Advertisement

William George Barker: Canada’s most decorated war hero

.
. Library and Archives Canada

Canada’s most decorated war hero is being publicly recognized 81 years after his death.

On Thursday, a monument to First World War flying ace William George Barker will be unveiled in Toronto’s Mount Pleasant cemetery.

Barker’s family says today’s ceremony will finally give Barker the recognition he deserves. Barker’s grandson, Ian Mackenzie, says one of Canada’s finest war heroes shouldn’t have been hidden away in a family crypt. “They should have built a public monument for him…It’s a very fine day for us and proud day for us,” says Mackenzie.

Although Barker is Canada’s most decorated war hero, few Canadians are familiar with his story, which has been largely eclipsed by legendary military pilot Billy Bishop.

Story continues below advertisement

Barker was born on November 3, 1894 in Dauphin, Manitoba.

As a boy he had an affinity for riding horses and shooting his service rifle at ranges in Dauphin and Winnipeg. It was no surprise then when he enlisted with the 1st Canadian Mounted Rifles at the beginning of the First World War in 1914.

In March 1916, Barker transferred to the No. 9 Squadron of the Royal Flying Corps. He flew in a BE-2 single-engine reconnaissance plane for the No.9, No.4 and No. 15 Squadron. 

On November 15, 1916, Barker and his pilot spotted 4,000 German troops, readying for an attack on Beaumont Hamel, a village in northern France.

Barker sent out an emergency call for all available artillery in the area, effectively breaking up the German infantry. He was awarded the Military Cross for his actions.

In 1918, Barker was awarded the Victoria Cross for his actions on October 27, 1918. While flying in his Sopwith Snipe single-seat fighter plane at 21,000 feet above France’s Forest of Mormal, Barker crossed enemy lines.

Story continues below advertisement

Barker opened fire against 15 enemy aircraft. He was shot three times but managed to keep control of his plane while shooting down three more aircraft. Bleeding and severely injured, Baker landed his Snipe inside Allied territory. He was taken to a hospital in Rouen, France, where he clung to life. His injuries still so severe, Barker was unable to walk a few paces to receive the Victoria Cross at England’s Buckingham Palace until March 1, 1919.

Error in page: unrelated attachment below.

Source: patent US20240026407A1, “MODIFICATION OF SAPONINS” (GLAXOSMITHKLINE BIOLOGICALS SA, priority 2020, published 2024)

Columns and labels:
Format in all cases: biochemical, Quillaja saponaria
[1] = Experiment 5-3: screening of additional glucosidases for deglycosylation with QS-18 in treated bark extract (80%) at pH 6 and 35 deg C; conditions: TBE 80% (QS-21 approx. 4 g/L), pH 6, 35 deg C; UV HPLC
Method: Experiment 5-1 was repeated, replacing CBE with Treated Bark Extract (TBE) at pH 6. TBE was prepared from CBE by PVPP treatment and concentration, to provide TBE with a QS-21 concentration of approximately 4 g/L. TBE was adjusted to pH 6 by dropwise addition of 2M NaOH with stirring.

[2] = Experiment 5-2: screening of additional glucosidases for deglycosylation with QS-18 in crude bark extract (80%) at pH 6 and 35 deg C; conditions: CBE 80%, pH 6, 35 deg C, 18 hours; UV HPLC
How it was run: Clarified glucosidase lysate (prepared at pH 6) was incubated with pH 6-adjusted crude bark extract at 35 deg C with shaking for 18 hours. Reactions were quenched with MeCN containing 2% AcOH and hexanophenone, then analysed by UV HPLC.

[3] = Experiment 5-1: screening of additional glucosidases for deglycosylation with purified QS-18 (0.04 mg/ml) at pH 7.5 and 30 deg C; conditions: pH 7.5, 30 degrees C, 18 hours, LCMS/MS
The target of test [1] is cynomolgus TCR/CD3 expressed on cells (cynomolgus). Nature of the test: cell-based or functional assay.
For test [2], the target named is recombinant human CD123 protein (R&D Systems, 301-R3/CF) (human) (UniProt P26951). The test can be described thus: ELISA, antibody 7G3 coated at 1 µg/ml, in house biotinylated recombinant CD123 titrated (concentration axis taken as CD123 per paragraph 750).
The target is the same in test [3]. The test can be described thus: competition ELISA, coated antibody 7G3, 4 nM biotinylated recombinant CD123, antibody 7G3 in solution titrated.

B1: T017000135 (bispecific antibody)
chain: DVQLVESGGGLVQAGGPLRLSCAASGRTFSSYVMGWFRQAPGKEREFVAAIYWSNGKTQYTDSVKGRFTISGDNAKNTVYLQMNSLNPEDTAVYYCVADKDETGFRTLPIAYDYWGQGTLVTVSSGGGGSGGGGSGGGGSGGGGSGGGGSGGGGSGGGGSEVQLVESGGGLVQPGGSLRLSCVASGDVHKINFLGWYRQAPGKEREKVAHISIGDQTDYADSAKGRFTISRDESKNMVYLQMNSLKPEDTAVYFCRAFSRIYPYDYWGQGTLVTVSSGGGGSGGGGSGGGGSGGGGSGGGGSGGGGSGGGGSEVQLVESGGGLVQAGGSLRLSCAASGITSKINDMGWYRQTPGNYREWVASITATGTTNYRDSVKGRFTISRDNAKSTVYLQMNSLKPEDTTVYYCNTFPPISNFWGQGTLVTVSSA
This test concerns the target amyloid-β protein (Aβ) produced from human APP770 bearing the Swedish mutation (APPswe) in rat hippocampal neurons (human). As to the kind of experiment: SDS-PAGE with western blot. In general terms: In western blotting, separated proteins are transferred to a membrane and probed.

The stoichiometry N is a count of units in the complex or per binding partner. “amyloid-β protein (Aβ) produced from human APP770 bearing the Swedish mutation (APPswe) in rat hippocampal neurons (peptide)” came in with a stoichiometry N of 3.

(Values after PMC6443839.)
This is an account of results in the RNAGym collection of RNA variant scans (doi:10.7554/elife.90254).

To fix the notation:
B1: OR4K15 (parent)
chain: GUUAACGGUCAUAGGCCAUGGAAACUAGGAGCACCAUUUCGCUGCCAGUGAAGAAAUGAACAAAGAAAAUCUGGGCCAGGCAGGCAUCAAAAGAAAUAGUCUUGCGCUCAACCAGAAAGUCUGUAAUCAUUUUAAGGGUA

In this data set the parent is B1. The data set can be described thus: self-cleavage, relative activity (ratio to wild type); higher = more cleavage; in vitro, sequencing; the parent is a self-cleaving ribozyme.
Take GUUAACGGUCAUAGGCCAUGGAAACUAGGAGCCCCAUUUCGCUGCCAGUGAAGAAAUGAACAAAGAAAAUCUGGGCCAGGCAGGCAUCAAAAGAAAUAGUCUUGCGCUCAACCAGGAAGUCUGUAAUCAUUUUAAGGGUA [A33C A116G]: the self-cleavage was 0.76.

William Barker’s stats

Barker served in the Royal Canadian Air Force from 1914 to 1919, and 1922 to 1926.

He is credited with 33 aircraft destroyed, the highest for any pilot during the conflict.

He holds the record for fighting decorations awarded in the First World War, including:

• The Victoria Cross
• The Distinguished Service Order and Bar
• The Military Cross and two Bars
• Mentioned in Despatches three times
• France’s Croix de Guerre
• Two Italian Silver Medal for Military Valour 

After the war

Story continues below advertisement

Following his service in the military, Baker started Bishop-Barker Aeroplanes Limited with fellow flying ace, Billy Bishop. 

In 1922, Barker rejoined the Canadian Air Force as a wing commander, and served at Camp Borden from 1922 to 1924 as Station Commander.

He was appointed acting director of the Royal Canadian Air Force in 1924. In between courses at the RAF Staff College, Barker spent two weeks in Iraq to learn more about air power in combat. He is credited with introducing parachutes in the RCAF.

Barker resigned from the RCAF in August 1926. He returned to Canada and worked in the tobacco industry, and became the first president of the Toronto Maple Leafs hockey team.

Barker died in a plane crash near Ottawa in 1930. He was performing a demonstration flight for the RCAF when he lost control of his plane. He was 35 years old.

Barker’s funeral was attended by an honour guard of 2,000 soldiers, the largest national state event in Toronto’s history. 50,000 people lined the streets to Toronto’s Mount Pleasant cemetery, where he was laid to rest in his wife’s family crypt.

Story continues below advertisement